A microscope is used to visualize objects or the details of objects that are too small to be seen without assistance. Microscopes are the foundation of microscopy, the science of investigating such small objects and structures. The criteria for microscopic study are varied, so many types of microscopes are available to address specific needs.
Compound microscopes are used to view images of small objects on glass slides. Magnification can range from 40x to 1000x and is achieved by multiple convex lenses in the eyepieces and in magnifying objectives.
In upright microscopes, the objective lens is closest to the object, and the eyepiece further enlarges the image. A light source illuminates the object to produce a two-dimensional image.
Compound microscopes may also be inverted. Inverted microscopes’ light sources and condensers are above the object, with the objective lens pointing up toward the object to be viewed. They are commonly used to observe cells growing on the bottom surface of a culture flask and can also be used for micromanipulations or metallurgical applications.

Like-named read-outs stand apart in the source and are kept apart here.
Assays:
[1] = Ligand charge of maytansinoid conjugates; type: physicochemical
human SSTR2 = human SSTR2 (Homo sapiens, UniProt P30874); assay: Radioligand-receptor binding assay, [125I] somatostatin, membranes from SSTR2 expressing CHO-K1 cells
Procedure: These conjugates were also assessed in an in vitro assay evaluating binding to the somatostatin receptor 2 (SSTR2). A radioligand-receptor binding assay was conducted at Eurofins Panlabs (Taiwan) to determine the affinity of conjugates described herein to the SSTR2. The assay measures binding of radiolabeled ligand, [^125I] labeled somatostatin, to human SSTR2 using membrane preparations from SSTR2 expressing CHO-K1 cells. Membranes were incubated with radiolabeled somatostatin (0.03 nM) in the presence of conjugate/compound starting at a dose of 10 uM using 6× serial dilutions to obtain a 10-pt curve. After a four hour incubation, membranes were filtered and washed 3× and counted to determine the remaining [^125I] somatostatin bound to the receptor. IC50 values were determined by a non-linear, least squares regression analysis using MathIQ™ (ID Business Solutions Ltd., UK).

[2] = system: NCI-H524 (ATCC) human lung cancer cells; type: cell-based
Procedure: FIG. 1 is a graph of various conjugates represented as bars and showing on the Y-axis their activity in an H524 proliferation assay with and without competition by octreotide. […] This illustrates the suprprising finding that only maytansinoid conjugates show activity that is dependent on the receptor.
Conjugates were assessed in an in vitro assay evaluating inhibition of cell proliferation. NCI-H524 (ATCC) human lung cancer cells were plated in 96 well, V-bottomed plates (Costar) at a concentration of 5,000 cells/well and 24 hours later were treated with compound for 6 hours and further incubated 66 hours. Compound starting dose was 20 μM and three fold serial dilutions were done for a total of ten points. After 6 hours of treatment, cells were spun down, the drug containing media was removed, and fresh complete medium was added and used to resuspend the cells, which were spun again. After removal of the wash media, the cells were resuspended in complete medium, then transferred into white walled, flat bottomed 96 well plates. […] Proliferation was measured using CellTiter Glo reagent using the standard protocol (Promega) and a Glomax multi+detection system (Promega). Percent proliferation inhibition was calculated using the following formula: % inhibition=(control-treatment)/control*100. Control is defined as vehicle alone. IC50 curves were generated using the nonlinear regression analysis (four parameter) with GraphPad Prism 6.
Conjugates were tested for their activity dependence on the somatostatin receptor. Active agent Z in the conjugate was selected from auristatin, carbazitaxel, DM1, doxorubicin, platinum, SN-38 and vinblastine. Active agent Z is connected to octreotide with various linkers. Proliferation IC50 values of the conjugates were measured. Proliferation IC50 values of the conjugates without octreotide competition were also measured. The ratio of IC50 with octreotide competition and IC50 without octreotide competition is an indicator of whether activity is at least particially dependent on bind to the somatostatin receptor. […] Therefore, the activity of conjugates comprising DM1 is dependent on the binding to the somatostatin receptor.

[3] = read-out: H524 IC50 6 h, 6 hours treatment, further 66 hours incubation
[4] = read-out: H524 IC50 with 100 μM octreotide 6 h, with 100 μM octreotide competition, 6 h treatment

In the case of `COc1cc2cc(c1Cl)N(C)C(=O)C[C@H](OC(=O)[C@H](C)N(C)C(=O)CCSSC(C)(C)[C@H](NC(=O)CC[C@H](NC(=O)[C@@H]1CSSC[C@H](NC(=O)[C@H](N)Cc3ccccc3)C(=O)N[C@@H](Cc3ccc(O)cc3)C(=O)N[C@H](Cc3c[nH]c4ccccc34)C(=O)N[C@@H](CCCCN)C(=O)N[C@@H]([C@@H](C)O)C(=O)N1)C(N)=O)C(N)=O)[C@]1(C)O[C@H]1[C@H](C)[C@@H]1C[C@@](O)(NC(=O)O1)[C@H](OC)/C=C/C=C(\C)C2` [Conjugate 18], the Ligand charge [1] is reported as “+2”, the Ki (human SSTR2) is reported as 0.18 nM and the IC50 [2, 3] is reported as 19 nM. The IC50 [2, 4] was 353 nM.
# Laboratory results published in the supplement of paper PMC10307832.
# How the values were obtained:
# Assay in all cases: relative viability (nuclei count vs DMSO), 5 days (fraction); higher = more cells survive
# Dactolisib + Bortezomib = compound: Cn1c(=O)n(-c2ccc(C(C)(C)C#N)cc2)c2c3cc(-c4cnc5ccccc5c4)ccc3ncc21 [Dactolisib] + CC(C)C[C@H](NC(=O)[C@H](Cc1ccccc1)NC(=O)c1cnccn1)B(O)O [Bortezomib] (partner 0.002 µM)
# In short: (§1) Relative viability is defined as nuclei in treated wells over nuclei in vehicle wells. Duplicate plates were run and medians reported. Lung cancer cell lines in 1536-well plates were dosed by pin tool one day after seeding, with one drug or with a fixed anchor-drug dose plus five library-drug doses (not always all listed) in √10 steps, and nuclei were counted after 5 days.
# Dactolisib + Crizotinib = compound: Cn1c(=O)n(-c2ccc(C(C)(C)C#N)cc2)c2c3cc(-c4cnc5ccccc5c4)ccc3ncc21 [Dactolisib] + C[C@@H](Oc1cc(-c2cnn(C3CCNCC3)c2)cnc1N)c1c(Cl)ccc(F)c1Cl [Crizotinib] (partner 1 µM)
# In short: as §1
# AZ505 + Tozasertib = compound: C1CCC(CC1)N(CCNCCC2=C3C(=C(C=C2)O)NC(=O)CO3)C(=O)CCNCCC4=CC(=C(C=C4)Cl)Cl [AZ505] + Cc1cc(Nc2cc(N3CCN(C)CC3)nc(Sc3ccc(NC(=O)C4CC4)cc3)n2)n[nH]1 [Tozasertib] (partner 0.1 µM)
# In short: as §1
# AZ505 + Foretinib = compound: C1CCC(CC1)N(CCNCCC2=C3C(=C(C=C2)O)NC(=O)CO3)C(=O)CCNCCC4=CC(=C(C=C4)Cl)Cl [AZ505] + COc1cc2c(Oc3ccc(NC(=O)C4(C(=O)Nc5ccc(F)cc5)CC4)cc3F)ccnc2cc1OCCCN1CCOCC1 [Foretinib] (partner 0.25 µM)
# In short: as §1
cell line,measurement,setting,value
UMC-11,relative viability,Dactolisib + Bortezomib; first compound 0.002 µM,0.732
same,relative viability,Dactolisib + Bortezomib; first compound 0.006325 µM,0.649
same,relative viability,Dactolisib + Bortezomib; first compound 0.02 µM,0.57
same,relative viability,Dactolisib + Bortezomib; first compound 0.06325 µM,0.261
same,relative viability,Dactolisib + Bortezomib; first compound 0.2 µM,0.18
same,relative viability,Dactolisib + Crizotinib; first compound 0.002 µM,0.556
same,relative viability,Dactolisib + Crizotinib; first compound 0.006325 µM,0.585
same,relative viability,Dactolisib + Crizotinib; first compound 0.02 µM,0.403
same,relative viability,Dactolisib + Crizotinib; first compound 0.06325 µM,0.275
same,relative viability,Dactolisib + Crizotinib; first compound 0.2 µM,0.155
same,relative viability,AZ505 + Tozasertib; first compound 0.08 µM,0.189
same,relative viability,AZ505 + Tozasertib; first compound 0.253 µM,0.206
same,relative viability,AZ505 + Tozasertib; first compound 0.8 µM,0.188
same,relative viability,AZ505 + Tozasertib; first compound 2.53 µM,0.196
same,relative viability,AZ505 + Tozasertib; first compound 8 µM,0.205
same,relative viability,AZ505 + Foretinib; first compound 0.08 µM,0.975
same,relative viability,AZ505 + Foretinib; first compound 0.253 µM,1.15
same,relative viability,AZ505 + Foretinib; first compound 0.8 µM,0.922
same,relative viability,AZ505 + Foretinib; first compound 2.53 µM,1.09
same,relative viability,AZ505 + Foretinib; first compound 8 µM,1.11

A stereo microscope (also called a dissecting microscope) offers lower magnifications and reflects light from an object’s surface. Separate right and left light paths provide slightly different viewing angles, which create a three-dimensional sample view. Stereo microscopes are used to examine the surfaces of solid specimens or for dissection or microsurgery. In addition, they are used in manufacturing for inspection and quality control.
(See Stereo Microscopes)
Digital microscopes create digital or electronic images and may be any type of microscope (compound, inverted, stereo, etc.). Before digital imaging was available, users attached cameras to the microscope itself to capture documentation images. Many digital microscopes also have a separate screen to preview the images.
USB Computer Microscopes
USB computer microscopes, also called computer or computer-connected microscopes, plug into a USB port on a computer or television. Instead of looking using an eyepiece, the viewer examines the specimen via the computer monitor or TV screen, like a webcam with a lens. Most of these microscopes are handheld and can save images as files or videos. However, most have only low-level magnification, and adequate illumination can be a problem.
Pocket microscopes are handheld, durable, and useful for field work. Sizes vary, and some are the size of an ink pen. Most use natural light or are battery-powered, with 25x to 100x magnification. Portable microscopes may also be digital.